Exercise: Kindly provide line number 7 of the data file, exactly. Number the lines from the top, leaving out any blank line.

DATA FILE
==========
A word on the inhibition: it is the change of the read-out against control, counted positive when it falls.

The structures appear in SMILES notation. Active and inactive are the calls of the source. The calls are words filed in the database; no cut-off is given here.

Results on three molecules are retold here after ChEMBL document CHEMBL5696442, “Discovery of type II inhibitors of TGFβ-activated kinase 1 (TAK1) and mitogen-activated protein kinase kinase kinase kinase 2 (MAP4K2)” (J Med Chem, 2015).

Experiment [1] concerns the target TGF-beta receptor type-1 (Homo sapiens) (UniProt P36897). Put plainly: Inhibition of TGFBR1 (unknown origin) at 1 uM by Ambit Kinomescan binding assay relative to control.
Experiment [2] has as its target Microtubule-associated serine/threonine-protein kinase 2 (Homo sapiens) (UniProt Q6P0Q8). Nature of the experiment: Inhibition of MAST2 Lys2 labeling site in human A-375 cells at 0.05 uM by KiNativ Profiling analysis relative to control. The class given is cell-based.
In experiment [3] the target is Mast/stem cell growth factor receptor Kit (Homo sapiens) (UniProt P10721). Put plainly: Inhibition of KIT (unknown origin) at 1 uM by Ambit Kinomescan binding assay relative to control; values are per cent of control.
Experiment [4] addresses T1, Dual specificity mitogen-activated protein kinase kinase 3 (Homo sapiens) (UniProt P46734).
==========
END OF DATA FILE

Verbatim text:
Experiment [4] addresses T1, Dual specificity mitogen-activated protein kinase kinase 3 (Homo sapiens) (UniProt P46734).